Team selling as a strategy can be effective and efficient. Yet, the tactic can be misused, ill-timed, or poorly executed. How do you avoid the pitfalls and capitalize on the opportunities and synergy from team selling?
Often, where team selling can be most impactful, the salesperson asks for team resources that don’t have a selling background. This approach can be fraught with challenges and can lead to setbacks and significant frustrations in the sales process if there isn’t an appropriate plan in place.
Some purchases can seem simple on the surface. Still, when purchasing decisions impact foundational brand principles, modes of operations, or are so costly that budgets get sacrificed elsewhere to make space for purchase, it’s a complex sales situation. Typically, these situations require multiple subject matter experts (SME’s) approval, input, or understanding. In this instance, you’re using team selling to create alignment, reduce friction and get in front of objections around implementation concerns.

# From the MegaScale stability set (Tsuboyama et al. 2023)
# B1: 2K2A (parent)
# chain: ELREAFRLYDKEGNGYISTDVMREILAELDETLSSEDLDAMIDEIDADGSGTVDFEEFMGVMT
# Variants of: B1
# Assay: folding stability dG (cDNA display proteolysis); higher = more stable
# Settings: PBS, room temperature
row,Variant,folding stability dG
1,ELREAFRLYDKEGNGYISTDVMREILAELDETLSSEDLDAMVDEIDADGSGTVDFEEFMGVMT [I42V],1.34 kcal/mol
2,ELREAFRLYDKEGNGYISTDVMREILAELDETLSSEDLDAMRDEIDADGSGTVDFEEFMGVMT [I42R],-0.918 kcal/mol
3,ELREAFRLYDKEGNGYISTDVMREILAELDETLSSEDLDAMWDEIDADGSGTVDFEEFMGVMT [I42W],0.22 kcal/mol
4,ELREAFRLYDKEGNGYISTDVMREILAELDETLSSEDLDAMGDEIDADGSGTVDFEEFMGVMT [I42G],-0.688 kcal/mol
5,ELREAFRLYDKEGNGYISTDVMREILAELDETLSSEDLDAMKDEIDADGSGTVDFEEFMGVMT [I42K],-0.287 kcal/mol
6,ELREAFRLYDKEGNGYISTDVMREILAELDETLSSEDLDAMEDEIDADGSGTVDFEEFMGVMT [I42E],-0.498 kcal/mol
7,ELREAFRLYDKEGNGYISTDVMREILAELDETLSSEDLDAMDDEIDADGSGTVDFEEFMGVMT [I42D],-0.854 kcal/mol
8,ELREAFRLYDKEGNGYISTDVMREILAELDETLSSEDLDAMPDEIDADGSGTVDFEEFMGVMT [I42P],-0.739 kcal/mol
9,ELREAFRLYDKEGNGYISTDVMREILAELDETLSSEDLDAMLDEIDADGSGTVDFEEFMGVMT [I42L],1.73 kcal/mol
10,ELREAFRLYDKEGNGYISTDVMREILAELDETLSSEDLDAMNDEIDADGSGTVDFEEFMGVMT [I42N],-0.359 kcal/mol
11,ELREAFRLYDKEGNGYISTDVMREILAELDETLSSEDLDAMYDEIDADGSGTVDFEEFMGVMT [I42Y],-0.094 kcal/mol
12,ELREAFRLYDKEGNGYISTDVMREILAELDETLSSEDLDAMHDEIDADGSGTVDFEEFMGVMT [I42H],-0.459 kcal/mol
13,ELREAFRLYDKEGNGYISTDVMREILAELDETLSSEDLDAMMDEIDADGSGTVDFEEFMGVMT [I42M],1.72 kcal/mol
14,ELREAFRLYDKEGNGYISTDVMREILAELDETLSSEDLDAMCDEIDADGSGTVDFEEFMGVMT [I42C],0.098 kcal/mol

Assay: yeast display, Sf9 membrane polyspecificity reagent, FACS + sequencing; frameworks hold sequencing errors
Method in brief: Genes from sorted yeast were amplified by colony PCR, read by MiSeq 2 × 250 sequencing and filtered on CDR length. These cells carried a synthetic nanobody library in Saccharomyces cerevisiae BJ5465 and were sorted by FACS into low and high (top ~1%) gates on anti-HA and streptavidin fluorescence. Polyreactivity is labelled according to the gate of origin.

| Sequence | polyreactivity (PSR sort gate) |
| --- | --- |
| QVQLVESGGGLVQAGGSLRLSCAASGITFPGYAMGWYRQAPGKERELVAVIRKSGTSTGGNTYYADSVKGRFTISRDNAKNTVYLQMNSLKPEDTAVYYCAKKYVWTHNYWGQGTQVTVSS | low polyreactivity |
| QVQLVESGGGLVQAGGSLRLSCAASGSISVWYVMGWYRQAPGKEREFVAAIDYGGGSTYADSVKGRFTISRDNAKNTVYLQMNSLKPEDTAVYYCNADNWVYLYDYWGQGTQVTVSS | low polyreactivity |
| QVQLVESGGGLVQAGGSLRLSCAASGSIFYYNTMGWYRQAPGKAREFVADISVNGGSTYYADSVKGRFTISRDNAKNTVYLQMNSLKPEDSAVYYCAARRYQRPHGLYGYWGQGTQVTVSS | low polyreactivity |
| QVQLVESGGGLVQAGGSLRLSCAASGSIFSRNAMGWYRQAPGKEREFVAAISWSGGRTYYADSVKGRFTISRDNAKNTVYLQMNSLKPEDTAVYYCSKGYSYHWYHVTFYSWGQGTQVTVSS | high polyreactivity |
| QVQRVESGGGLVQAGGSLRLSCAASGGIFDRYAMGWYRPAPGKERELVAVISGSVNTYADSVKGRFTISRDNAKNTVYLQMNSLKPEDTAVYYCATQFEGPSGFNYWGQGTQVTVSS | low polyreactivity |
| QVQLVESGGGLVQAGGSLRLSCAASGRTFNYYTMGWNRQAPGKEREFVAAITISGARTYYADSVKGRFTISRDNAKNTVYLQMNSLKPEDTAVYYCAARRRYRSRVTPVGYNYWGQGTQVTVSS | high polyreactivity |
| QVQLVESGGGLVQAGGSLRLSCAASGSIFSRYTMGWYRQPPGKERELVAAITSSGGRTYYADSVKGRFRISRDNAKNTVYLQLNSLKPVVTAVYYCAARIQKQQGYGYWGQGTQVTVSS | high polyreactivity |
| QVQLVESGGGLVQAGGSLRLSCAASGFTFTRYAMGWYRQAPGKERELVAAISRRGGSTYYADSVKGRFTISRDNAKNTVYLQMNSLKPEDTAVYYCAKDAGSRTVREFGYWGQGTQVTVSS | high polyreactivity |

If policies, process or set-up is required; leverage a team selling approach. For organizations with advanced role-specialization, it is crucial to bring these key team members together. Team members can ask questions and address concerns on the front-end rather than bumbling the onboarding process. Team selling can help create and uncover possible modifications to a plan that can make a more seamless customer experience.
Even if a sale isn’t overly complex, sometimes it’s beneficial to leverage a team’s depth. If the deal involves a long-term relationship, it can soothe a prospect to engage with other team members. It gives them a sense of what type of engagement to expect once they’re on the other side of a sale.
In effect, team ‘selling’ is misleading as your team planning. The process allows expertise and multi-channel touchpoints an opportunity to come together before the onboarding process takes place, creating opportunities for you and your clients.